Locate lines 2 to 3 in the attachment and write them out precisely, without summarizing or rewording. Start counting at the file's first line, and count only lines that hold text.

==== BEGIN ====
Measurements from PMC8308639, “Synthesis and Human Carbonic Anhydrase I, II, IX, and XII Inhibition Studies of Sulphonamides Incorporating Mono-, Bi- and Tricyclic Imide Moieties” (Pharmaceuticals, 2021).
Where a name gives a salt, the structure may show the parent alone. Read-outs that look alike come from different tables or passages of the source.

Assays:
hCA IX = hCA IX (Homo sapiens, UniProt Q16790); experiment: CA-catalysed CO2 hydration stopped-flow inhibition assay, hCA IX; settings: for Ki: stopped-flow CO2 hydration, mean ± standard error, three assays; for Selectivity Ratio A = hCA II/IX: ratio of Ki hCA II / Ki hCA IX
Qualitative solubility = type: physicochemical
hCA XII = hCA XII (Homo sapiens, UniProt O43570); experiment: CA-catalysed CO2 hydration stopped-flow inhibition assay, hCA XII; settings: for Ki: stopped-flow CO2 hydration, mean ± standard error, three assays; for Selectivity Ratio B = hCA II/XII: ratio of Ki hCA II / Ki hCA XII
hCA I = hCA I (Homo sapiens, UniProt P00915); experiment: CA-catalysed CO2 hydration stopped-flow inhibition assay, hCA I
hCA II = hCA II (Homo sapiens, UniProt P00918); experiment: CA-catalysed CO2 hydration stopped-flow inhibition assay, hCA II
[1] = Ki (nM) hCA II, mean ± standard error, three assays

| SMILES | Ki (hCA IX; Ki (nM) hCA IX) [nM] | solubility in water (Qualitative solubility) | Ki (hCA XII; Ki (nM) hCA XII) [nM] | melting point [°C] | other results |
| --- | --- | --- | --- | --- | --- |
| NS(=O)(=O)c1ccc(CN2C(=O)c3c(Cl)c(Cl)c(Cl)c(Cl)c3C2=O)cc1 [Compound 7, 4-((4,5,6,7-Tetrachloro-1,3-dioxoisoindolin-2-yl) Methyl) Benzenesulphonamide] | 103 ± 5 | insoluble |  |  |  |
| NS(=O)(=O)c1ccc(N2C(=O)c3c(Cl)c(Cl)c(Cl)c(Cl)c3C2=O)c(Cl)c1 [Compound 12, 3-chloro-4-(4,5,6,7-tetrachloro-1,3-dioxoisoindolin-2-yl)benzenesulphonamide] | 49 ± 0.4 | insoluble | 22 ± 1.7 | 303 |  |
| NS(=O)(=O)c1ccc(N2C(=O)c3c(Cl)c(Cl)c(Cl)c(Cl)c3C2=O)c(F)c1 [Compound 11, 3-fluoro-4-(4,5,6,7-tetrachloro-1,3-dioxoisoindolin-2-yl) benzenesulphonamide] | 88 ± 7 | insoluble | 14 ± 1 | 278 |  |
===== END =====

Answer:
Where a name gives a salt, the structure may show the parent alone. Read-outs that look alike come from different tables or passages of the source.

Assays: